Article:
“There is nothing new under the sun in markets. And yet we often fail to learn from prior generations because their experience is reduced to soundbites. Buffett's reading obsession is an obvious example. Interestingly, both Buffet and Jim Simons are systems builders optimizing for longevity rather than short-term returns. Quants at Renaissance were angry with Simons when he overrode the model to protect the firm. Before him, legendary trading shop Commodities Corporation had to learn the exact same lesson. Byrne Hobart recently wrote about the 'big red' emergency button at trading shop Jane Street (see below). The same principles re-appear in seemingly diametrically opposed domains and the connection is often not immediately apparent.”

5) Barry Bannister. I have worked with Barry Bannister, Stifel’s Chief Equity Strategist, for several years. I have found him insightful and successfully contrarian. He has over 30 years of experience as both an analyst and market strategist. His contribution is brilliant and hilarious.

“The stock market will find your own weakest personal trait, and then do everything in its power to use it against you.”

6) Cedric Chin. Cedric writes the Commonplace blog (another blog I pay for). He has one of the best B.S. filters I’ve encountered (nowhere more important than investing- see Benn Eifert’s article below). One of Ced’s primary focuses is understanding the nature of expertise in business and investing.

“It is commonly understood that much of expertise is tacit - that is, if you have expertise, you can't explain how you know to do things. People then believe that expert intuition is this mysterious, ineffable thing that you can't get at, since experts will give you nonsense answers when you ask them about their decisions. But this is not true. A relatively new class of techniques called 'Cognitive Task Analysis' - primarily created by researchers funded by the military, and developed throughout the 90s - allows you to get at some of the tacit expertise stuck in the heads of experts around you. The military uses CTA to come up with better training methods for their soldiers, so that they may make better decisions in the chaos of the battlefield. I believe we can do the same if we apply it to business and investing decisions.” [More here].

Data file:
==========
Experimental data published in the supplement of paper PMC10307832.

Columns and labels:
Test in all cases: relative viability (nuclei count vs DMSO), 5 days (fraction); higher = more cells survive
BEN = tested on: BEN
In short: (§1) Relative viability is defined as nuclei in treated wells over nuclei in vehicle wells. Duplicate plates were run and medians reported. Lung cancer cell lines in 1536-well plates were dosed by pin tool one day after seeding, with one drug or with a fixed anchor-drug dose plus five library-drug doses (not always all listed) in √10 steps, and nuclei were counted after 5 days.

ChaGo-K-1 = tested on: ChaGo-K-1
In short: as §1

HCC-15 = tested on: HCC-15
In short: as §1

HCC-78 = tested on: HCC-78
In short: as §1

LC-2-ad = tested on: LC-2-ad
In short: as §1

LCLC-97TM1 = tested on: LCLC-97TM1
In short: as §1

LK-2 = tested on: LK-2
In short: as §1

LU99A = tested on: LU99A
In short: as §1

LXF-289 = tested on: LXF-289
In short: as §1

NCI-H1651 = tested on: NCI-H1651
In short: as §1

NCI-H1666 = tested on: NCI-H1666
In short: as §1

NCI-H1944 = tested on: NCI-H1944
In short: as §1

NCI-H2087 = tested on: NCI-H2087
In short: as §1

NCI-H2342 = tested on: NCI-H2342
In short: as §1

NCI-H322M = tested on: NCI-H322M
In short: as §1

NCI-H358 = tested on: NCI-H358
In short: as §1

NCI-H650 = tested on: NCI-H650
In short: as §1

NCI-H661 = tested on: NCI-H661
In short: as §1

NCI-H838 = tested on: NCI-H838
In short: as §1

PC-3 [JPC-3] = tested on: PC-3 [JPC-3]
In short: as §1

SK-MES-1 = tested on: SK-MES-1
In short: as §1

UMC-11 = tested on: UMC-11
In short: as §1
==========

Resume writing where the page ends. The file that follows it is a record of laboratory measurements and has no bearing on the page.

7) Tom Pence. Managing Director here at The KCP Group of Stifel, Tom has had a more than 30-year investment career and currently manages our active equity portfolios.

“Never confuse knowing more with gaining insight. Thoroughness can often be the enemy of insight. One must consider when it is time to stop the input in order to devote sufficient time to contemplation and ultimately making the best decision.”

8) Dave Nadig. Dave has the delightful title of “Financial Futurist” at VettaFi. He is a rare combination of truly balanced left and right brain thinker.

“You’re probably wrong. Whatever your belief system is about how markets and investing works, it’s far more likely you are wrong than that you have discovered some sort of “truth.” Modern Portfolio Theory? Deeply flawed (see Jon Lukomnik’s recent book, Moving Beyond MPT). Basic economic math? Probably wrong (see Ole Peters Ergodicity Economics). Indexing doesn’t impact markets? Probably wrong (see Gabaix and Koijen’s Inelastic Markets Hypothesis). It almost doesn’t matter what your priors are, if you are not constantly, in real time, assuming you’re wrong, then you inevitably will find out at just the wrong time. Recognize you’re wrong early and with humility.”